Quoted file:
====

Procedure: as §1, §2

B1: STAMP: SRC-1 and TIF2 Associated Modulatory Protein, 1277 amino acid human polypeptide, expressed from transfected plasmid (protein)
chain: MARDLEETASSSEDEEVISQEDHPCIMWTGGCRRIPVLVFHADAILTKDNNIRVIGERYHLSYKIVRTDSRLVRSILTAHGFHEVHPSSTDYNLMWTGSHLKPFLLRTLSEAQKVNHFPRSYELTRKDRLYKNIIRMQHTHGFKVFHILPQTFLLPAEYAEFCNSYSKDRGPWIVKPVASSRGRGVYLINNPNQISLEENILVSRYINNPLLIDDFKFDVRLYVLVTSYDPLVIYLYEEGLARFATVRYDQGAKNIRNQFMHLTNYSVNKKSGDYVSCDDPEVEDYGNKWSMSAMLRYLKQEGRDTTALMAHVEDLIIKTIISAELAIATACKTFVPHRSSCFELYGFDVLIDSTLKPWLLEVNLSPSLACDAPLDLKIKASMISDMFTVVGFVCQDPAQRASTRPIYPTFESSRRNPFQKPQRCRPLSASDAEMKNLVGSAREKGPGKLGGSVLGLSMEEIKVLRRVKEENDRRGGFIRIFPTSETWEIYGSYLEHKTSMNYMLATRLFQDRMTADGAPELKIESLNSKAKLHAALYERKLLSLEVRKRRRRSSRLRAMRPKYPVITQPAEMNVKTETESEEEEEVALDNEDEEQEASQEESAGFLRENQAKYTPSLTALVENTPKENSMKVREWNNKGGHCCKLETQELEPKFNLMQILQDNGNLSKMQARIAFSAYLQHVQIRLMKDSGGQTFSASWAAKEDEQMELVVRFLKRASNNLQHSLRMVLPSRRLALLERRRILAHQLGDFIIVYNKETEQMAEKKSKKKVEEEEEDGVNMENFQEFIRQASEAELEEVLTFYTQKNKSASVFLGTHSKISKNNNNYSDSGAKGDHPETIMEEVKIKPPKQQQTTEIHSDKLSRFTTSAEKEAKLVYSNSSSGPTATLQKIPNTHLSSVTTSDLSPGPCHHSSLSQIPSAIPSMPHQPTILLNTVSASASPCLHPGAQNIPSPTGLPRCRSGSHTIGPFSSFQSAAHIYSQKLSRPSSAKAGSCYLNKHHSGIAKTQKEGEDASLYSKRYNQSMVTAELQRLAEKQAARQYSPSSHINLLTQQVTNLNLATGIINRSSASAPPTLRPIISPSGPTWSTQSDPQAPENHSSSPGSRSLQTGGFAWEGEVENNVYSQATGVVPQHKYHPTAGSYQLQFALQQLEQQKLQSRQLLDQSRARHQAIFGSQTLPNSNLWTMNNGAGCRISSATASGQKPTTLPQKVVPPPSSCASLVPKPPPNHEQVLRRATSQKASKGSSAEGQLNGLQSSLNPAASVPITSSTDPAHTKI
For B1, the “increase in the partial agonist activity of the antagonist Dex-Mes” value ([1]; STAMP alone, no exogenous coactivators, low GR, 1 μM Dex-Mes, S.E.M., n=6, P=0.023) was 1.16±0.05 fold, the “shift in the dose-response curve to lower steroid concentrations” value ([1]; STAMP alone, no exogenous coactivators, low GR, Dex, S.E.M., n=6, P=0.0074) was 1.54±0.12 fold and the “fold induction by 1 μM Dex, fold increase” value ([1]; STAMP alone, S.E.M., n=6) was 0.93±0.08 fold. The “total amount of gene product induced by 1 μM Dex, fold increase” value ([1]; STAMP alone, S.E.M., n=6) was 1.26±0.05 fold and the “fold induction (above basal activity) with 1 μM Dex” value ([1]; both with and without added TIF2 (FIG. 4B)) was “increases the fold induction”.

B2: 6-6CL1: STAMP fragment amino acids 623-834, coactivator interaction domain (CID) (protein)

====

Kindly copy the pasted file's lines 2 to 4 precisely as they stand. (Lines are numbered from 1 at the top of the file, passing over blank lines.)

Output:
B1: STAMP: SRC-1 and TIF2 Associated Modulatory Protein, 1277 amino acid human polypeptide, expressed from transfected plasmid (protein)
chain: MARDLEETASSSEDEEVISQEDHPCIMWTGGCRRIPVLVFHADAILTKDNNIRVIGERYHLSYKIVRTDSRLVRSILTAHGFHEVHPSSTDYNLMWTGSHLKPFLLRTLSEAQKVNHFPRSYELTRKDRLYKNIIRMQHTHGFKVFHILPQTFLLPAEYAEFCNSYSKDRGPWIVKPVASSRGRGVYLINNPNQISLEENILVSRYINNPLLIDDFKFDVRLYVLVTSYDPLVIYLYEEGLARFATVRYDQGAKNIRNQFMHLTNYSVNKKSGDYVSCDDPEVEDYGNKWSMSAMLRYLKQEGRDTTALMAHVEDLIIKTIISAELAIATACKTFVPHRSSCFELYGFDVLIDSTLKPWLLEVNLSPSLACDAPLDLKIKASMISDMFTVVGFVCQDPAQRASTRPIYPTFESSRRNPFQKPQRCRPLSASDAEMKNLVGSAREKGPGKLGGSVLGLSMEEIKVLRRVKEENDRRGGFIRIFPTSETWEIYGSYLEHKTSMNYMLATRLFQDRMTADGAPELKIESLNSKAKLHAALYERKLLSLEVRKRRRRSSRLRAMRPKYPVITQPAEMNVKTETESEEEEEVALDNEDEEQEASQEESAGFLRENQAKYTPSLTALVENTPKENSMKVREWNNKGGHCCKLETQELEPKFNLMQILQDNGNLSKMQARIAFSAYLQHVQIRLMKDSGGQTFSASWAAKEDEQMELVVRFLKRASNNLQHSLRMVLPSRRLALLERRRILAHQLGDFIIVYNKETEQMAEKKSKKKVEEEEEDGVNMENFQEFIRQASEAELEEVLTFYTQKNKSASVFLGTHSKISKNNNNYSDSGAKGDHPETIMEEVKIKPPKQQQTTEIHSDKLSRFTTSAEKEAKLVYSNSSSGPTATLQKIPNTHLSSVTTSDLSPGPCHHSSLSQIPSAIPSMPHQPTILLNTVSASASPCLHPGAQNIPSPTGLPRCRSGSHTIGPFSSFQSAAHIYSQKLSRPSSAKAGSCYLNKHHSGIAKTQKEGEDASLYSKRYNQSMVTAELQRLAEKQAARQYSPSSHINLLTQQVTNLNLATGIINRSSASAPPTLRPIISPSGPTWSTQSDPQAPENHSSSPGSRSLQTGGFAWEGEVENNVYSQATGVVPQHKYHPTAGSYQLQFALQQLEQQKLQSRQLLDQSRARHQAIFGSQTLPNSNLWTMNNGAGCRISSATASGQKPTTLPQKVVPPPSSCASLVPKPPPNHEQVLRRATSQKASKGSSAEGQLNGLQSSLNPAASVPITSSTDPAHTKI
For B1, the “increase in the partial agonist activity of the antagonist Dex-Mes” value ([1]; STAMP alone, no exogenous coactivators, low GR, 1 μM Dex-Mes, S.E.M., n=6, P=0.023) was 1.16±0.05 fold, the “shift in the dose-response curve to lower steroid concentrations” value ([1]; STAMP alone, no exogenous coactivators, low GR, Dex, S.E.M., n=6, P=0.0074) was 1.54±0.12 fold and the “fold induction by 1 μM Dex, fold increase” value ([1]; STAMP alone, S.E.M., n=6) was 0.93±0.08 fold. The “total amount of gene product induced by 1 μM Dex, fold increase” value ([1]; STAMP alone, S.E.M., n=6) was 1.26±0.05 fold and the “fold induction (above basal activity) with 1 μM Dex” value ([1]; both with and without added TIF2 (FIG. 4B)) was “increases the fold induction”.